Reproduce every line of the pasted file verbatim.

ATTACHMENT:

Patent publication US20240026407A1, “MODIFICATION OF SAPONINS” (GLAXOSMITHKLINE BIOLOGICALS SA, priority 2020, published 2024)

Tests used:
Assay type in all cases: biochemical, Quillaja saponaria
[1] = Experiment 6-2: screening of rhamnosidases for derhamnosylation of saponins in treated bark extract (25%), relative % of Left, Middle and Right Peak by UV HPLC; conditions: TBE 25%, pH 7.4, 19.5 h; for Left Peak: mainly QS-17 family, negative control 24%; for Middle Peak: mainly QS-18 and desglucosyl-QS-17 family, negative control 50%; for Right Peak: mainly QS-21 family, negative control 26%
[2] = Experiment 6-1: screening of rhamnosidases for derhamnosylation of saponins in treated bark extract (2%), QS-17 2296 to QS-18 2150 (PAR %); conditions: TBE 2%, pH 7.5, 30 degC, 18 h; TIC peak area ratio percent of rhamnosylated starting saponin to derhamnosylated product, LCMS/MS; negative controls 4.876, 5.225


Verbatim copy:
Patent publication US20240026407A1, “MODIFICATION OF SAPONINS” (GLAXOSMITHKLINE BIOLOGICALS SA, priority 2020, published 2024)

Tests used:
Assay type in all cases: biochemical, Quillaja saponaria
[1] = Experiment 6-2: screening of rhamnosidases for derhamnosylation of saponins in treated bark extract (25%), relative % of Left, Middle and Right Peak by UV HPLC; conditions: TBE 25%, pH 7.4, 19.5 h; for Left Peak: mainly QS-17 family, negative control 24%; for Middle Peak: mainly QS-18 and desglucosyl-QS-17 family, negative control 50%; for Right Peak: mainly QS-21 family, negative control 26%
[2] = Experiment 6-1: screening of rhamnosidases for derhamnosylation of saponins in treated bark extract (2%), QS-17 2296 to QS-18 2150 (PAR %); conditions: TBE 2%, pH 7.5, 30 degC, 18 h; TIC peak area ratio percent of rhamnosylated starting saponin to derhamnosylated product, LCMS/MS; negative controls 4.876, 5.225